For Childers, that means “doing a deep dive into their past content and ensuring brands they’ve partnered with recently are aligned with my client and wouldn’t raise any red flags for them.”
Most importantly, Childers says that “you need to understand your potential partners’ audience, as those are people your brand will be having a conversation with in the storytelling of a branded endorsement.”
The potential influencer might tick all the right boxes in theory, but not be someone your client’s audience can relate to on any level.
Really listen to what they’re saying
I’ve sat in on a few ambassador searches along with my colleague and fellow teamlancer at The Content Factory, Brian Markowski, who’s been working with brand ambassadors for about the past three years. While I’m used to interviewing people to draw out their stories, I noticed that Markowski’s process felt a bit more circuitous, and he explained why.
“Every client has their varying needs or quirks or unique aspect they’re looking for.”
There’s generally an interview process that can go about an hour-long, during which time Markowski said that he’s “gauging their knowledge and what they can bring to the table.” More than that, he’s also interviewing them and learning if they’ll sound good on TV or a podcast.
What to listen for when interviewing a potential ambassador
- How much fresh information are they offering? If they keep repeating the same two things, they won’t prove to be interesting to potential press or partners.
- How well-versed are they on their topic? If they keep stopping and starting or tripping over their words, they won’t come across as experts and that could weaken your own brand in the process.
- Do they take themselves seriously or not seriously enough? Only you can know what the right fit is to represent your brand.
You’re going to have to put in some hard work too
I’m so sorry to be the one to break this to you, but working with ambassadors and influencers means that you’ll have to at least have some working knowledge of their topic. Markowski listens carefully when interviewing potential partners.
“Do they sound like they really grasp the specialty?” More than that, if it’s a company around medicine, he prepares questions in advance and asks them about current events.
“I do my research on what is the bleeding edge information. That’s how I know if they’re a good fit.” He also listens carefully to their voices. “Passion comes through in conversation.”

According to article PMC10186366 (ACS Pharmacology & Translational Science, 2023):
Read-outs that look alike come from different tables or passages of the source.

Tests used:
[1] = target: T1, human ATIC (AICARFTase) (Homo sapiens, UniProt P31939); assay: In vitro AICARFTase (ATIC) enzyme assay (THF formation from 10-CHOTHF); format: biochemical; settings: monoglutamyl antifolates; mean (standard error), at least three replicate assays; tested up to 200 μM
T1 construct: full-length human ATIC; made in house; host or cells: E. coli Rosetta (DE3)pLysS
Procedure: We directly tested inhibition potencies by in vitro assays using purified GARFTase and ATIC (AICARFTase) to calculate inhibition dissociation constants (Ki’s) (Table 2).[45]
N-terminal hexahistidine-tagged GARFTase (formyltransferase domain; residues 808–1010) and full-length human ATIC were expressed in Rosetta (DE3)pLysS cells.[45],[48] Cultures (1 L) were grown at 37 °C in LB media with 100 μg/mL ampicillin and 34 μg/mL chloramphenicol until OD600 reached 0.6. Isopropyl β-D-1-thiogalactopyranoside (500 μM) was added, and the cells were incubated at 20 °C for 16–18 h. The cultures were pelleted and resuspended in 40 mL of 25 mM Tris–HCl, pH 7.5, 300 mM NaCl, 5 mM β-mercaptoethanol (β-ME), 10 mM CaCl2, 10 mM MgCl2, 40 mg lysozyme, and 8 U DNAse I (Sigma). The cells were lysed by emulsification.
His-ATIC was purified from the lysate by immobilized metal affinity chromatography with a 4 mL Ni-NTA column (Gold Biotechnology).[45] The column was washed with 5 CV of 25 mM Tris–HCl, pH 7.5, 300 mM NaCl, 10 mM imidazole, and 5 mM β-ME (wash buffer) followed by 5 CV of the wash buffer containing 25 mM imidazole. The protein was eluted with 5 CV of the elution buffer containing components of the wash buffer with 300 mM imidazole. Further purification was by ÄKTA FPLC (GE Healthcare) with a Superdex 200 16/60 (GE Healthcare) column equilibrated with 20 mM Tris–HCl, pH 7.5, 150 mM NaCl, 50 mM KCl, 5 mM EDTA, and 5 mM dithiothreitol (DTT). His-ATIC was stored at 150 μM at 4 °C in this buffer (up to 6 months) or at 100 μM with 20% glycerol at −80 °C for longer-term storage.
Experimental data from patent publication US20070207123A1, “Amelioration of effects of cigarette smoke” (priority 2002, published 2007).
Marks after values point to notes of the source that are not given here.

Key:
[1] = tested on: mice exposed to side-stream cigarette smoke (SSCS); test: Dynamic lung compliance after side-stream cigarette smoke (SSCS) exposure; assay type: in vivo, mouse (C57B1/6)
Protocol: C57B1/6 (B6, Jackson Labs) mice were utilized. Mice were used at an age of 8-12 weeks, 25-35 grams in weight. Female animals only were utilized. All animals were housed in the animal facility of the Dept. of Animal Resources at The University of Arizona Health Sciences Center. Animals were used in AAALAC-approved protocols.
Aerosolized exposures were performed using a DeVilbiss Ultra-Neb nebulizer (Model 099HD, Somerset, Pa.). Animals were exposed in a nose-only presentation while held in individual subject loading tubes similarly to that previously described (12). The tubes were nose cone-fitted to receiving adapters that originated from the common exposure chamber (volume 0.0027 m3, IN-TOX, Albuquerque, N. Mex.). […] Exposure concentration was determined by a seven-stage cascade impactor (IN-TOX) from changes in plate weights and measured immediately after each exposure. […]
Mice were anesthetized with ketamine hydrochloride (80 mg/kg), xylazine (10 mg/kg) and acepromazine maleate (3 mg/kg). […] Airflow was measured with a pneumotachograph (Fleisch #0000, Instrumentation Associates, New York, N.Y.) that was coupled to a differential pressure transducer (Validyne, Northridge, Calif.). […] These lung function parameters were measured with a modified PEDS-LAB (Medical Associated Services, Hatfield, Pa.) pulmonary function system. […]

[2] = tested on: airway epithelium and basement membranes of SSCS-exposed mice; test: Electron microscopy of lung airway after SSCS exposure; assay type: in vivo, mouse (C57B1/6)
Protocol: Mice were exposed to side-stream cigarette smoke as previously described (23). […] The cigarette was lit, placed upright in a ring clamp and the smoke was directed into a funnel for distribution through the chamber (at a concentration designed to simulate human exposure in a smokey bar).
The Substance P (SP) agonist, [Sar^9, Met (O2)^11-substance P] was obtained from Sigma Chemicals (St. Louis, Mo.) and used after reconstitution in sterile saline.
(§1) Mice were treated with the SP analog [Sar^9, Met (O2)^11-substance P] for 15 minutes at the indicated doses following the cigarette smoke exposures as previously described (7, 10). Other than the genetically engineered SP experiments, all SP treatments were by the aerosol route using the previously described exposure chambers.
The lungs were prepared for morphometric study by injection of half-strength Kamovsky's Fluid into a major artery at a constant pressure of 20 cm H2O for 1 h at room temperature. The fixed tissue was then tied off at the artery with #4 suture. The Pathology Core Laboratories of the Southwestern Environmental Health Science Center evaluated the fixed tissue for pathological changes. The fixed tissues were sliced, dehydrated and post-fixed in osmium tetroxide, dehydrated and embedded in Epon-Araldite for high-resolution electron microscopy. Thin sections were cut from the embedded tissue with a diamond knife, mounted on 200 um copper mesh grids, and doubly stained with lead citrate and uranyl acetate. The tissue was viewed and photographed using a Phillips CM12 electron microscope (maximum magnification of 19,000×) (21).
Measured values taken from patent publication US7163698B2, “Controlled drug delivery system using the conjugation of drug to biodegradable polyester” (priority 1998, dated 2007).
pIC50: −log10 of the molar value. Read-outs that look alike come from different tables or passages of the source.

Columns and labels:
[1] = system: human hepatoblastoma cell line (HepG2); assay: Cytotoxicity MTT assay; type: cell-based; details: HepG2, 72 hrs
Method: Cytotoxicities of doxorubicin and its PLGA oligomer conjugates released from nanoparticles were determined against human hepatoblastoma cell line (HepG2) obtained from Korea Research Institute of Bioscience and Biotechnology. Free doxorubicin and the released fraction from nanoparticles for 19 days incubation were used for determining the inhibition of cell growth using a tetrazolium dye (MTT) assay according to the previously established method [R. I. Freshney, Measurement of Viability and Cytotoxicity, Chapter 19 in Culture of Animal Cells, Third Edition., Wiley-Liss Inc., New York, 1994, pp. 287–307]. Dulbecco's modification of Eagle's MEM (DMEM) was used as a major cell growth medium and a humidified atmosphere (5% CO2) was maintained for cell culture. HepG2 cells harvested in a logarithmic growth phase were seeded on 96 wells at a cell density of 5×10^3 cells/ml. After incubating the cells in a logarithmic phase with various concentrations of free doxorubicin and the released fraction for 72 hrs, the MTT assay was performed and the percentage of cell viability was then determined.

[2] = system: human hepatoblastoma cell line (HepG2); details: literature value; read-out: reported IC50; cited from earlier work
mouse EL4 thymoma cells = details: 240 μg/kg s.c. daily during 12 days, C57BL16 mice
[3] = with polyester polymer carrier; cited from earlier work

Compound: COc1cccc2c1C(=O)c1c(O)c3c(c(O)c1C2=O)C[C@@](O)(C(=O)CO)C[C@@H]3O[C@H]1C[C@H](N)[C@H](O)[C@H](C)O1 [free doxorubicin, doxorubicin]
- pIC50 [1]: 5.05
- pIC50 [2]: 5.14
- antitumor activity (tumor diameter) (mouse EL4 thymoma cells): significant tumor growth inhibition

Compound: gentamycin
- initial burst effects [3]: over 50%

In that way, you know if they’re excited about their topic and representing your brand.
Manage everyone’s expectations
Most of us know the feeling of starting a new gig and feeling pressure from all ends to keep everyone happy. There can be an added level of anxiety when working with influencers and brand partnerships since you’re inviting veritable strangers in to represent you or your client’s brand.
One of the keys to keeping everyone happy is understanding that this isn’t necessarily a traditional partnership, it’s one that for all intents and purposes is built on exchanging skills or reputation for promotional purposes… and it’s all based on trust. To ensure that all parties feel the partnership is a success, one must create a roadmap for success.
“From the beginning, it’s important to clearly lay out timelines for everyone involved,” Childers said. And it shouldn’t be one-sided, everyone involved has to agree to the timeline. Childers added that “you should have specific deadlines laid out for your influencers and your clients alike if you will need assets and deliverables from both sides.”
Two other tips she offers are to keep up consistent communication to keep your project on track. Most of all, keep in mind that “you also need to show a little grace, as influencers are real people with real. Roadblocks may arise and timelines may shift.” So it’s crucial to remain flexible at all times.
Despite the best-laid plans of agencies and influencers, sometimes brand partnerships fail, but you’ll really want to take action instead of allowing a poor fit to fester.
“If it’s decided they’re not a good fit, you want to find out quickly,” Markowski said. Depending on the field of expertise, he said that “It can take months to build a successful brand/ambassador relationship but if you’re paying the ambassador and you don’t see ROI relatively quickly, you might want to take action.”
But before you give up entirely, you might want to try to rescue things first. “Look for solutions, not excuses,” Jacobson said. “Mistakes happen all the time, and while there’s a time and place for a moratorium, the best way to handle them is to figure out how to fix the problem rather than harp on who or what caused it.” She also reminds us not to commit to a long-term brand ambassador program with someone you’ve never partnered with before.
3 things to think about before working with influencers
- Identify shared issues: No partnership will work if you’re each promoting your own angle. Find the thing that unifies you and promote that outlook or product or vision together.
- Decide who gets the link: If the backlink is your priority, you want to make this crystal clear to your ambassador. That said, most journalists will choose the more impressive pedigree, so if your ambassador outshines your brand, you might want to shift your messaging slightly.
- Part friends: There’s no worse feeling than sharing the keys to the kingdom with an outsider only to have them reject your vision. Even if a partnership fizzles, try to find a way to split amicably — you never know when you might work together again.